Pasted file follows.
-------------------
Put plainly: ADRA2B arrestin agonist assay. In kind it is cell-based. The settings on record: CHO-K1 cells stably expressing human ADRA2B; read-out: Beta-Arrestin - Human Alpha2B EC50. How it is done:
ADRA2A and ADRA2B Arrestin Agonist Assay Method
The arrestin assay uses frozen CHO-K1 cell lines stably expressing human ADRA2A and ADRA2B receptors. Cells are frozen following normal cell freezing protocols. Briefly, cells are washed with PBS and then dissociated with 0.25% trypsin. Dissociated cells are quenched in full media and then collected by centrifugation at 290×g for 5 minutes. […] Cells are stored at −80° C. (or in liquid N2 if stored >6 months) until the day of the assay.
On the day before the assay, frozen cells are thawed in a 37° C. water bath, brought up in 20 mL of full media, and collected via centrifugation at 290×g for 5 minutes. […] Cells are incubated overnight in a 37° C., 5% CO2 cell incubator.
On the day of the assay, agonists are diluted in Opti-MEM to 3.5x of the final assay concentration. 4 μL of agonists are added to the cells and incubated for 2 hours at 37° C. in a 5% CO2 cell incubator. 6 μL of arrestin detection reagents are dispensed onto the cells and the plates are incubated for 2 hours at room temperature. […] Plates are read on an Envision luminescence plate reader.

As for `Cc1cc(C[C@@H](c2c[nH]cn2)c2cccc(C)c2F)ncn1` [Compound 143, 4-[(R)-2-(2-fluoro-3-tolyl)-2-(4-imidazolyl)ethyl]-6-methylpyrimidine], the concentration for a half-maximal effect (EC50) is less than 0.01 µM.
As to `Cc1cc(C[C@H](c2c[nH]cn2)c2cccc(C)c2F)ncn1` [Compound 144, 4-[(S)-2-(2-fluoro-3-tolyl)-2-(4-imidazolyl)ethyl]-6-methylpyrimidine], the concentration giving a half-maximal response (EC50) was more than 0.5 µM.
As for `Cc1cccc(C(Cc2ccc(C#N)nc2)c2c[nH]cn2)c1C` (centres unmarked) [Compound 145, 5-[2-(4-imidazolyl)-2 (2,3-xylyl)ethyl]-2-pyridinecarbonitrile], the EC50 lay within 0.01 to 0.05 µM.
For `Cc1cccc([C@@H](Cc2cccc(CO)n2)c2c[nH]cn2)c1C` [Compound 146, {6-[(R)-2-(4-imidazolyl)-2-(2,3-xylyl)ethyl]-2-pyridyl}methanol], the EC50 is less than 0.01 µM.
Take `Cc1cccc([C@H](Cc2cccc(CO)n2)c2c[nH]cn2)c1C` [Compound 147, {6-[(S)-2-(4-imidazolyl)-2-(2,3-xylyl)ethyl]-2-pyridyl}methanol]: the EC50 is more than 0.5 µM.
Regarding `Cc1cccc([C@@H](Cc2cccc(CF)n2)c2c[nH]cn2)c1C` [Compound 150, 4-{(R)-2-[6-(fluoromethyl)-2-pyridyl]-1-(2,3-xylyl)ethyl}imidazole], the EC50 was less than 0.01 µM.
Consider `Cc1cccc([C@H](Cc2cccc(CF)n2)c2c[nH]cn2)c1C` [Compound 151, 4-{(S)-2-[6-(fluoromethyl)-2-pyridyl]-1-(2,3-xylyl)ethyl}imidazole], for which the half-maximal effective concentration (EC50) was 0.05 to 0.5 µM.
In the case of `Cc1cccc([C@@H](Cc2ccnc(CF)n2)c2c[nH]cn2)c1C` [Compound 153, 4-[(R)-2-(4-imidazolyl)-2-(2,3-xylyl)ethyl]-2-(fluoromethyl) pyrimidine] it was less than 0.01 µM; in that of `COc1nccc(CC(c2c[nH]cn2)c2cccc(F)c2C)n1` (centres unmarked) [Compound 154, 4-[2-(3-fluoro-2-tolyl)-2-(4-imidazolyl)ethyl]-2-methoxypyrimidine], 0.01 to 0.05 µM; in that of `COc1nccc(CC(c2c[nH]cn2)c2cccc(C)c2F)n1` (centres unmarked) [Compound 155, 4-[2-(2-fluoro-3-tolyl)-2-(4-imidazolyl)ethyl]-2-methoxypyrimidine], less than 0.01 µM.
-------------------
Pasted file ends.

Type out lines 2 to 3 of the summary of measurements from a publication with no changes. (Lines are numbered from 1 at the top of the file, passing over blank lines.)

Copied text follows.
ADRA2A and ADRA2B Arrestin Agonist Assay Method
The arrestin assay uses frozen CHO-K1 cell lines stably expressing human ADRA2A and ADRA2B receptors. Cells are frozen following normal cell freezing protocols. Briefly, cells are washed with PBS and then dissociated with 0.25% trypsin. Dissociated cells are quenched in full media and then collected by centrifugation at 290×g for 5 minutes. […] Cells are stored at −80° C. (or in liquid N2 if stored >6 months) until the day of the assay.